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Philippines

Tingloy Municipality

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Conservation benefit: New 50-acre marine protected area

Community benefit: Nature Conservation Center

Date Approved: 02.2019

Ocean

This project protects ocean ecosystems, making coastal communities more economically and physically secure in the face of climate change.

The Verde Island Passage, between Luzon and Mindoro Islands, is known around the world for its dazzling marine life. Divers and snorkelers flock here to see abundant sharks and other fish, dolphins, sea turtles, and an enormous variety of nudibranchs and corals. Preserving this area is of the utmost importance; habitat destruction where so many species are concentrated would be an ecological disaster.

Tingloy Municipality, which comprises 15 villages (barangays), has committed to protecting a 50-acre marine area in the passage. The coral in the new MPA is diverse and in good shape.

The municipality will use a Seacology grant to build a Nature Conservation Center. The facility will serve as an environmental knowledge hub: a place to educate children and visitors about protecting the environment; a center for terrestrial and marine conservation programs, including solid waste management; and a base for local grassroots conservation organizations, including the fish wardens who patrol the protected area. Our nonprofit partner, Pusod, will work with the local tourism office and organizations to create a sustainable tourism plan.

Our partners will build the center near the pier where tourists arrive on the municipality’s main island, Maricaban. The first structures would be a covered orientation and ticketing area, and restrooms with a rainwater collection tank. (The municipality also plans to use non-Seacology funds, provided by the national or local government, to refurbish the pier itself.) The municipality will also build a materials recovery facility, to take recyclable and saleable materials out of the waste stream.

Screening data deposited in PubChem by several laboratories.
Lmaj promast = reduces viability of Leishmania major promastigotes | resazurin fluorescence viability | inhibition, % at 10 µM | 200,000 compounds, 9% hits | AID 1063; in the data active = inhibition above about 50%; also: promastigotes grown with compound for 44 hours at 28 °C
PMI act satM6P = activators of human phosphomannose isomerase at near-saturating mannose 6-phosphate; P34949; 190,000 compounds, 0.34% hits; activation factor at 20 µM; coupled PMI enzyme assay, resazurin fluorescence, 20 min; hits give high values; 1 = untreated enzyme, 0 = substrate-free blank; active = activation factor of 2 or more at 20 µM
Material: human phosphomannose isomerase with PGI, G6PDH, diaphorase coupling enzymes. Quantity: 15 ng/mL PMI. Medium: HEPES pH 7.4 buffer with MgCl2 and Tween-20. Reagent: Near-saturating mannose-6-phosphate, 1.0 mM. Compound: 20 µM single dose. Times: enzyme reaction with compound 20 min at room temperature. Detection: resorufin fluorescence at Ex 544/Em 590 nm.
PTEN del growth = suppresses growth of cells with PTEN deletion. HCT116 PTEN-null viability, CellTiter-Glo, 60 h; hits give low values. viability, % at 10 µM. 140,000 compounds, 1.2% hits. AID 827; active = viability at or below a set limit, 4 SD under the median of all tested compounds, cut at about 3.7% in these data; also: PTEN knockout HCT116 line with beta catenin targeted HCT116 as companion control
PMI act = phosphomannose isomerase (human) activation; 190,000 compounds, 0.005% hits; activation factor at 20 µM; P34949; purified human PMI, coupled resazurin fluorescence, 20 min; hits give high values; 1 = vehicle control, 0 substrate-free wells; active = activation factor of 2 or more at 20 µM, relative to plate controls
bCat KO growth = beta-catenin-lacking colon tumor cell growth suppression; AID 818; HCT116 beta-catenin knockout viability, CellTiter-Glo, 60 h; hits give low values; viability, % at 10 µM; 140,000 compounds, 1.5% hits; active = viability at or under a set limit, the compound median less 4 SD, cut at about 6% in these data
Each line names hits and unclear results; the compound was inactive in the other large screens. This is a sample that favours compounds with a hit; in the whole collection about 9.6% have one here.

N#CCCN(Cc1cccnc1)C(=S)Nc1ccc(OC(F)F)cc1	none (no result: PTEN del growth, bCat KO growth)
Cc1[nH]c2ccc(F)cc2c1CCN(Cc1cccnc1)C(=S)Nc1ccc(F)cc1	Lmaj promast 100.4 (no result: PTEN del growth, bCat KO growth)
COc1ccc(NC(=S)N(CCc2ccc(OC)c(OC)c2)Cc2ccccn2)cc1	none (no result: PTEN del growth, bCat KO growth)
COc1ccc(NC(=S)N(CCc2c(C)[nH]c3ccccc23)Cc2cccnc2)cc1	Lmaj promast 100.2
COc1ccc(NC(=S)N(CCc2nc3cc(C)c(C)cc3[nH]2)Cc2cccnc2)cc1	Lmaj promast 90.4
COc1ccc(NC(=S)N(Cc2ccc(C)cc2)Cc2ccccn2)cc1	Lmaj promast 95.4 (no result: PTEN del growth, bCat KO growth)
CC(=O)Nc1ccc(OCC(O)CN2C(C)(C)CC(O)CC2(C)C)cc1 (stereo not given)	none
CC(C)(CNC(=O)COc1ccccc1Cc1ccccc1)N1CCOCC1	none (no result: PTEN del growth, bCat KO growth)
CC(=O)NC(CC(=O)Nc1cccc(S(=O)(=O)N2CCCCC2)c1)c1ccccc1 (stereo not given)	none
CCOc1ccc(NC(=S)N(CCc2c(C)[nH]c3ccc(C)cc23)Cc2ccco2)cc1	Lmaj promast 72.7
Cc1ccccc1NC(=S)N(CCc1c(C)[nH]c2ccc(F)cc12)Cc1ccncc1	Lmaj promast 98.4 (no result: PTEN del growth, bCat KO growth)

Project Updates

June 2020

Construction of the pier and visitors center was temporarily stopped because of strict Covid-19 travel and work restrictions in the Philippines. The foundation and substructures are finished.

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December 2019

Duane Silverstein and our Philippines field representative, Ferdie Marcelo, visited the site in December. They reported that the MPA looked to be in good shape even though a typhoon had just swept through, forcing evacuations and damaging homes. When Duane and Ferdie tied up their boat, a reef warden immediately came out to investigate.

Construction of the pier and visitors center has begun. The contractor estimates that it will be done by February, but cautioned that weather and sea conditions could affect the schedule. Tourism has already increased, making a significant impact on the local economy.

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